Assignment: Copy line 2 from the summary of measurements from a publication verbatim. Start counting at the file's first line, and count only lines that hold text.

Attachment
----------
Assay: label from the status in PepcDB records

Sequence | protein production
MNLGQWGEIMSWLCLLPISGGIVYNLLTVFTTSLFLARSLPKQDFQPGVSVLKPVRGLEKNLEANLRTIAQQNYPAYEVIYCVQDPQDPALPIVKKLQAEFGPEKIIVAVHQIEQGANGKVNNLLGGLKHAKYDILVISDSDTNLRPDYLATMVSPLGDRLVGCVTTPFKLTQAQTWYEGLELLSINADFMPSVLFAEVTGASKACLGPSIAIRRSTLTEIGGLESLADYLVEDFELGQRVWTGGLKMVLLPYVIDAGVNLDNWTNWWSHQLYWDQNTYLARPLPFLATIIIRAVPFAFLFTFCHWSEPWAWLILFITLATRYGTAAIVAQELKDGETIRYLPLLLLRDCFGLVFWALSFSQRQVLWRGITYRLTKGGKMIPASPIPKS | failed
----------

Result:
Sequence | protein production